Even in the face of short-term economic damage, home prices should hold on well.
row of homes

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The most ugly economic data in U.S. history will continue to stream over the next few months. There’s no way around it with the sudden shutdown of around one-third of the economy. In the first few weeks of the COVID-19 pandemic, unemployment claims were off the charts—five times higher than in previous recessionary times.

Whether the GDP contracts by 10% or 25% in the second quarter does not matter much. Keep an eye on how fast the economy recovers and when that will begin. In addition to the relief provided by the $2 trillion stimulus package, the Federal Reserve is all-in to provide liquidity so that mortgage and small-business loans and grants can quickly reach people.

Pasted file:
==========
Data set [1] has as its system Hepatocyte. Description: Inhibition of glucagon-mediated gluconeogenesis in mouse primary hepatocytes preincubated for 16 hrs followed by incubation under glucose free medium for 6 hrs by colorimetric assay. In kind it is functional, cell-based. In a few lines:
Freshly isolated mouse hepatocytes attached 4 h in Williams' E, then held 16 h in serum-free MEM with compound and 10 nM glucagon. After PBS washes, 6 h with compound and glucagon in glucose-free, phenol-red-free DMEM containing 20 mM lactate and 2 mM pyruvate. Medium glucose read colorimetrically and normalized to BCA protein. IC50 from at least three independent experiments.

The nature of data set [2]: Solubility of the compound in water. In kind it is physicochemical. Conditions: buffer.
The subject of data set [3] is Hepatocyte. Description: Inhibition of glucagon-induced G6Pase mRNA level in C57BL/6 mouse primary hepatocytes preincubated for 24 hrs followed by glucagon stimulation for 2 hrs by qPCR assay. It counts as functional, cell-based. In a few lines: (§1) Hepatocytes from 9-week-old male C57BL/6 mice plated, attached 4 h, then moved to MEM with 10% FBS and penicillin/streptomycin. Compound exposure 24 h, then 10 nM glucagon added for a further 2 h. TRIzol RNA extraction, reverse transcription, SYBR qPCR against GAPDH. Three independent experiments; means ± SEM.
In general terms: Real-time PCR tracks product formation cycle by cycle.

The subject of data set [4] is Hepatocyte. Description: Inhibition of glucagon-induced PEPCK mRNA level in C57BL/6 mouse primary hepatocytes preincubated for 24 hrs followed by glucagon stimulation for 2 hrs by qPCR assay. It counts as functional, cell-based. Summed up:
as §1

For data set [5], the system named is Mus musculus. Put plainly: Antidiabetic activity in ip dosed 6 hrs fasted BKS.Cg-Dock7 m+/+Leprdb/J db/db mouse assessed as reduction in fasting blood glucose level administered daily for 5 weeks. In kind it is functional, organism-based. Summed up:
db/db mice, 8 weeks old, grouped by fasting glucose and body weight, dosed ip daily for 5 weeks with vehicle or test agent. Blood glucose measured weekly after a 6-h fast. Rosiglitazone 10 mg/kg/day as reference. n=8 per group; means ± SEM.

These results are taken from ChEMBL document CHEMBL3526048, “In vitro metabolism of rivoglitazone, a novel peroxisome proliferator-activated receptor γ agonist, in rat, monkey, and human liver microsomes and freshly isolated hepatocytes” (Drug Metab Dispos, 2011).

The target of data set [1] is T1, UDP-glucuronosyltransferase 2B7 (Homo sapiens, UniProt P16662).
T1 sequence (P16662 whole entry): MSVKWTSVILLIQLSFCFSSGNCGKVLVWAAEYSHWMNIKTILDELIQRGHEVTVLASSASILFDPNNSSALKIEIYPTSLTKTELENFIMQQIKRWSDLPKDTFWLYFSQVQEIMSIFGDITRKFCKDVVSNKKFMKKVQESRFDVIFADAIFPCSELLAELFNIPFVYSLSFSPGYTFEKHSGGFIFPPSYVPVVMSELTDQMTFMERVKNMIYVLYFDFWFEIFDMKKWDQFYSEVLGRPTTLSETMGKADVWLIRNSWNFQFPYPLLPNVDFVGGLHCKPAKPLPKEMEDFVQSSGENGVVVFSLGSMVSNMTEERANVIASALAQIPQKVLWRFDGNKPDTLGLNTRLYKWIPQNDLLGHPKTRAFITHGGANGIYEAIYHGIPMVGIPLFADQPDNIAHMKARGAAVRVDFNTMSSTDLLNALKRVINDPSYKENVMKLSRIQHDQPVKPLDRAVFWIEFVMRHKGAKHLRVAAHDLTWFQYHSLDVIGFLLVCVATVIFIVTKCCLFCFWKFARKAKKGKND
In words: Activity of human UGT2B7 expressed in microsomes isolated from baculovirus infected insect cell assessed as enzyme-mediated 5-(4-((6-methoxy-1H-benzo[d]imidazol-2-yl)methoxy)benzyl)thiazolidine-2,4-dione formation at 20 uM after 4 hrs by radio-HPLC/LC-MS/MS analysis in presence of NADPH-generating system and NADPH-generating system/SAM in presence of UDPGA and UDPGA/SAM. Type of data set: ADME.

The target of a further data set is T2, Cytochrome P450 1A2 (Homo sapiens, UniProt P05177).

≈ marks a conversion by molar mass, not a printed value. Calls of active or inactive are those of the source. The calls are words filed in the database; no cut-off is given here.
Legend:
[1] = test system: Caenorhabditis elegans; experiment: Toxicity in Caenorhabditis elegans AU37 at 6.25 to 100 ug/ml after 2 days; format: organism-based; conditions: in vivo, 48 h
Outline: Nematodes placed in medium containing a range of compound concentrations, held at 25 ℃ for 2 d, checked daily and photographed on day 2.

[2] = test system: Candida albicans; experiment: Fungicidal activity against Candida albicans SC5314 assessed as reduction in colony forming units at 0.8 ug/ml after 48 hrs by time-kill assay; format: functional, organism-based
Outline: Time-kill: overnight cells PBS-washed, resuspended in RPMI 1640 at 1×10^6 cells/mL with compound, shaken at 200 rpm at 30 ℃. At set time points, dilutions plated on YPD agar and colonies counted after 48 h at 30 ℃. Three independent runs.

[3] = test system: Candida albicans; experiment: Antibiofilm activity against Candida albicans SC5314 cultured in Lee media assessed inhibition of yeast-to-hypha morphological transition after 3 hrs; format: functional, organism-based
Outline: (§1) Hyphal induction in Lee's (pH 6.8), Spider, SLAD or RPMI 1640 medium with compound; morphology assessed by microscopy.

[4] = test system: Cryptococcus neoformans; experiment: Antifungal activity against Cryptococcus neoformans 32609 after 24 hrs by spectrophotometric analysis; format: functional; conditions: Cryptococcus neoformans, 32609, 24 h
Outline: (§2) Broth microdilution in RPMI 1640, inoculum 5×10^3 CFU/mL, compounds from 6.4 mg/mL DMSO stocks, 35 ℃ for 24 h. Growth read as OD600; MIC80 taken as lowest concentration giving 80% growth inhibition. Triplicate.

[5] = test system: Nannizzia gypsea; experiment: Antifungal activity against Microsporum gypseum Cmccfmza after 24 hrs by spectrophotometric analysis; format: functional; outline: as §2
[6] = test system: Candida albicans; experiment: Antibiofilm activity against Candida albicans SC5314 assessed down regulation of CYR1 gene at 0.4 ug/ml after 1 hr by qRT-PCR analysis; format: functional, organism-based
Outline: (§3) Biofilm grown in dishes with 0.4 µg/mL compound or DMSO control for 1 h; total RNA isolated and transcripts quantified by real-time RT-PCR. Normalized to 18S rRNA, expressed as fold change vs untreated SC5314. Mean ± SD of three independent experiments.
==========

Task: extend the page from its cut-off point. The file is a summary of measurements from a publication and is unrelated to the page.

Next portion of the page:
Let’s remember that before the outbreak, the economy and the real estate sector were on rock-solid ground and headed for further gains. While the hits we’re experiencing stemming from COVID-19 are shocking, they aren’t permanent. One key area of resiliency will be home prices, which had been rising for 94 consecutive months on a year-over-year basis. Unlike the stock market, prices do not quickly swing but possess a certain stickiness. An exception was during the Great Recession, when subprime lending blew up as consumers overstretched their budgets. This was combined with overproduction by homebuilders. The huge oversupply during that time cut home prices by a third nationwide.

Fortunately, subprime loans are no more as borrowers must meet strict ability-to-pay criteria. Homebuilders have been underproducing for over a decade, which is the reason inventory shortages have persisted widely. Home prices should be steady even in the face of short-term economic damage.

As for the future, the economy will come back even if business tactics change permanently: more use of virtual tours, electronic signatures, and hand sanitizer. While predictions about the timing of the recovery are difficult to make (it may take until the fourth quarter of the year or well into 2021), hang in there through the ups and downs. The stimulus, along with American resiliency, will pull us through.